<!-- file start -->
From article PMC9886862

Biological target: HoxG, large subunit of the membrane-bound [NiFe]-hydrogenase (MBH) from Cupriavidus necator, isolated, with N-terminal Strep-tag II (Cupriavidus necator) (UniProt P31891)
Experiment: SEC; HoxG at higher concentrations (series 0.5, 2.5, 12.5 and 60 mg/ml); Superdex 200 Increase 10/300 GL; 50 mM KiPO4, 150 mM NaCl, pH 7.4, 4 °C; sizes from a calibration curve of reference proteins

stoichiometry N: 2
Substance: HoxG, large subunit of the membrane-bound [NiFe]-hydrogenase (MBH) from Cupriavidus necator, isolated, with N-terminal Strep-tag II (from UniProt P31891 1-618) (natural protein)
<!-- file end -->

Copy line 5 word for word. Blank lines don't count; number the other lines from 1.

Substance: HoxG, large subunit of the membrane-bound [NiFe]-hydrogenase (MBH) from Cupriavidus necator, isolated, with N-terminal Strep-tag II (from UniProt P31891 1-618) (natural protein)